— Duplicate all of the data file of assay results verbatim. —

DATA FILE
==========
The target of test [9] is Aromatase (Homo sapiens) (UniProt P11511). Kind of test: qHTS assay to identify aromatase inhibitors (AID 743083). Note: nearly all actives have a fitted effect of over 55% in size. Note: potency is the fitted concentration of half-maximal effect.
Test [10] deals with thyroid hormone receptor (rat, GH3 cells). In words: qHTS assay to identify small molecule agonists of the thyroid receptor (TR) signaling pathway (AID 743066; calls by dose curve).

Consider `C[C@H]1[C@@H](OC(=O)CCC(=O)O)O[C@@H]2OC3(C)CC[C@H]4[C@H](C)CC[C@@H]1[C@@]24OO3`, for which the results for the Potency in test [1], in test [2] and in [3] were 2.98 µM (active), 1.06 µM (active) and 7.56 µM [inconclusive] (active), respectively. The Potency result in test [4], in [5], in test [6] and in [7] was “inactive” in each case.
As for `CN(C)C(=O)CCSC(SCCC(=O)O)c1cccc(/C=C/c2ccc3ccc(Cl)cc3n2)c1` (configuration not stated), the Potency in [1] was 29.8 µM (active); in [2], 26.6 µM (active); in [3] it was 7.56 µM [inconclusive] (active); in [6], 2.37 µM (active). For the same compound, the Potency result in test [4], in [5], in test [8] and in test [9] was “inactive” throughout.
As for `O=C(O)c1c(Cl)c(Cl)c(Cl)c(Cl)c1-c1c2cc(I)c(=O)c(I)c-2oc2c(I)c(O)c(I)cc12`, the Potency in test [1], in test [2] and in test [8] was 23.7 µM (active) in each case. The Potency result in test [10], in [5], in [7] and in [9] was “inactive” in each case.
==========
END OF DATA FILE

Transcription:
The target of test [9] is Aromatase (Homo sapiens) (UniProt P11511). Kind of test: qHTS assay to identify aromatase inhibitors (AID 743083). Note: nearly all actives have a fitted effect of over 55% in size. Note: potency is the fitted concentration of half-maximal effect.
Test [10] deals with thyroid hormone receptor (rat, GH3 cells). In words: qHTS assay to identify small molecule agonists of the thyroid receptor (TR) signaling pathway (AID 743066; calls by dose curve).

Consider `C[C@H]1[C@@H](OC(=O)CCC(=O)O)O[C@@H]2OC3(C)CC[C@H]4[C@H](C)CC[C@@H]1[C@@]24OO3`, for which the results for the Potency in test [1], in test [2] and in [3] were 2.98 µM (active), 1.06 µM (active) and 7.56 µM [inconclusive] (active), respectively. The Potency result in test [4], in [5], in test [6] and in [7] was “inactive” in each case.
As for `CN(C)C(=O)CCSC(SCCC(=O)O)c1cccc(/C=C/c2ccc3ccc(Cl)cc3n2)c1` (configuration not stated), the Potency in [1] was 29.8 µM (active); in [2], 26.6 µM (active); in [3] it was 7.56 µM [inconclusive] (active); in [6], 2.37 µM (active). For the same compound, the Potency result in test [4], in [5], in test [8] and in test [9] was “inactive” throughout.
As for `O=C(O)c1c(Cl)c(Cl)c(Cl)c(Cl)c1-c1c2cc(I)c(=O)c(I)c-2oc2c(I)c(O)c(I)cc12`, the Potency in test [1], in test [2] and in test [8] was 23.7 µM (active) in each case. The Potency result in test [10], in [5], in [7] and in [9] was “inactive” in each case.